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Username: obscurer

Name: Quinn

Joined: 20 Sep 2007

Profile Info

Links 1 through 10 of 345 Quinn's Bookmarks

I share Piachaud’s conclusion that basic income is a distraction from sensible, feasible and necessary welfare reforms. As in other areas of policy, it is simply not the case that there are simple solutions to apparently difficult issues which policymakers have hitherto been too stupid or corrupt to implement.

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But Sunday’s result suggest that the majority of Turkish citizens – especially the urban, educated population – are no longer buying his vision for the country. The distaste for Erdoğanism has spread beyond the traditional secular Kemalist bloc. There are many reasons to be gloomy about the prospects of Turkish democracy, but all of them predate the day of the referendum. What the vote has in fact revealed is a tiny crack of light.

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The only way May could secure a good deal for the UK would be by diffusing the EU’s spoiling tactics, while still respecting the Burkean Brexiteers’ strongest argument, the imperative of restoring sovereignty to the House of Commons. And the only way of doing this would be to avoid all negotiations by requesting from Brussels a Norway-style, off-the-shelf arrangement for a period of, say, seven years.

The benefits from such a request would be twofold: first, Eurocrats and Europhiles would have no basis for denying Britain such an arrangement. (Moreover, Schäuble, Merkel and sundry would be relieved that the ball is thrown into their successors’ court seven years down the track.) Second, it would make the House of Commons sovereign again by empowering it to debate and decide upon in the fullness of time, and without the stress of a ticking clock, Britain’s long-tem relationship with Europe.

The fact that May has opted for a Brexit negotiation that will immediately activate the EU’s worst instincts and tactics, for petty party-political reasons that ultimately have everything to do with her own power and nothing to do with Britain’s optimal agreement with the EU, means only one thing: she does not deserve the mandate that Brussels is keen to neutralise.

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You can point a finger at university feminist societies if it makes you feel better, but it wasn’t earnest lefty students who consciously chose to avoid full employment policies and shouted at “scroungers” for needing income support to top up the 18-hour job in a call centre they had to fight with 400 other applicants to get.
Supposedly, those on the left have not focused enough on economic concerns because they’ve been obsessed with culture; but critics don’t offer any economic ideas. As always, the complex and multilayered identities of the working class are simplified, used to give middle-class nationalism a coat of authenticity, then tossed aside.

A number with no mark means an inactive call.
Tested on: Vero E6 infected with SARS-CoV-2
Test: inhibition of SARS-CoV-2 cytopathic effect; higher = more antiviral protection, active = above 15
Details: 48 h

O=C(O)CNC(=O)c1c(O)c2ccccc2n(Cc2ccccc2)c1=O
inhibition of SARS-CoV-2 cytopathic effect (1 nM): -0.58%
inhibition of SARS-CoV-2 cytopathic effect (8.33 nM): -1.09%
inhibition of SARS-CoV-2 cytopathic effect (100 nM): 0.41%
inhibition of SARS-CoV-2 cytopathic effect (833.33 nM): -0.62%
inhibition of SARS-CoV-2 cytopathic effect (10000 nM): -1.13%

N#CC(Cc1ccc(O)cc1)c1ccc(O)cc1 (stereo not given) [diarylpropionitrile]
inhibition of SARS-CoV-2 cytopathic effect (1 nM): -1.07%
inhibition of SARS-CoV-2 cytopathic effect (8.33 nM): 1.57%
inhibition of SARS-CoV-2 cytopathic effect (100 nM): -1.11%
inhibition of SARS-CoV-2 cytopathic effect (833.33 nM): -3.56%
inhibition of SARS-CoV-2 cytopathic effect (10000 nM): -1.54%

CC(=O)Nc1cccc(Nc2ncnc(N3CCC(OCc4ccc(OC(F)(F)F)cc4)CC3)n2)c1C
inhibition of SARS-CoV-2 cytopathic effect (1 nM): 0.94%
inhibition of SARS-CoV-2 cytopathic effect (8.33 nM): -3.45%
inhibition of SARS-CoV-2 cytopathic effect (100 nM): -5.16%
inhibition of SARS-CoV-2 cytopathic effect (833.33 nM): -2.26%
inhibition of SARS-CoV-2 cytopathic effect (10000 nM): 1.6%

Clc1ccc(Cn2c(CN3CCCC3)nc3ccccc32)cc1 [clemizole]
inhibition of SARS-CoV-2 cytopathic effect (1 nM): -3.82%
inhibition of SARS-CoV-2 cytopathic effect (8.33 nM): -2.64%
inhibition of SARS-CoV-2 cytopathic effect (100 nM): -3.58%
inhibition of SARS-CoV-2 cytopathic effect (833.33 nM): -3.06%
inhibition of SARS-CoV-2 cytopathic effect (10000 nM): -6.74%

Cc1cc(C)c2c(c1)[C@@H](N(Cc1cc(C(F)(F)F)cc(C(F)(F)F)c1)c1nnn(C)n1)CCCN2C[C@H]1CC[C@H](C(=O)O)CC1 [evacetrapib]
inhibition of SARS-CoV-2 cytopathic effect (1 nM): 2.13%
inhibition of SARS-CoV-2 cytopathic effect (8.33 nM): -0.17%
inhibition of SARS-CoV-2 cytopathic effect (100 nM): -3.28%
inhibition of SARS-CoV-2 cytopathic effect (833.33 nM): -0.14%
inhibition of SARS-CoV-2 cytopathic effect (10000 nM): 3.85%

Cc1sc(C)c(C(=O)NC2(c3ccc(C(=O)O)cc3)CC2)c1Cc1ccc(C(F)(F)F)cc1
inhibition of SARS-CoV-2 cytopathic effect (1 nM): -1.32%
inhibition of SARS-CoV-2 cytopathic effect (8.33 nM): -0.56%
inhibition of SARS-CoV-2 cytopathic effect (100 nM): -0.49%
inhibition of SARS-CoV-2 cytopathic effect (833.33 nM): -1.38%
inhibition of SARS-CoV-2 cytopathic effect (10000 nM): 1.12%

We lament how people trapped in regions of long-term, structural deprivation vote out of frustration, but those on the left who did speak out against austerity and inequality were dismissed as unserious by the same people who now wring their hands.

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This has been UKIP strategy since 1999, and they doubled down on it after hitting the big time. It has brought them some modest success, and has seen them take a council seat here and there from Labour. But their main accomplishment is to have displaced the other parties as the choice of non-Labour voting sections of the working class in safe Labour areas. This Parliament's Ogmore, Sheffield Brightside, and Oldham by-elections typify this trend. Labour hold on, if not handsomely increase its vote, and UKIP batter everyone else and come a distant second. The bulk of working class voters remain resistant to their garish colours and garish politics, as the ballot box demonstrates.

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This is a case where the simplest explanation is the correct one: Donald Trump won because he did exceptionally (indeed, historically) well with the white working class, a bloc that until 2016 was resistant north of the Mason-Dixon line to voting Republican en masse. These voters are concentrated in the Rust Belt and Pennsylvania, which is why Trump swept every state therein except Minnesota. But the hallmarks of this shift were evident in states well beyond their borders (Coos County, New Hampshire, for example). It is all too human to be uncomfortable with outcomes that we do not predict. It is dangerous, however, to stare at reality in the face and insist that what is real cannot be true, simply because it was unforeseen.

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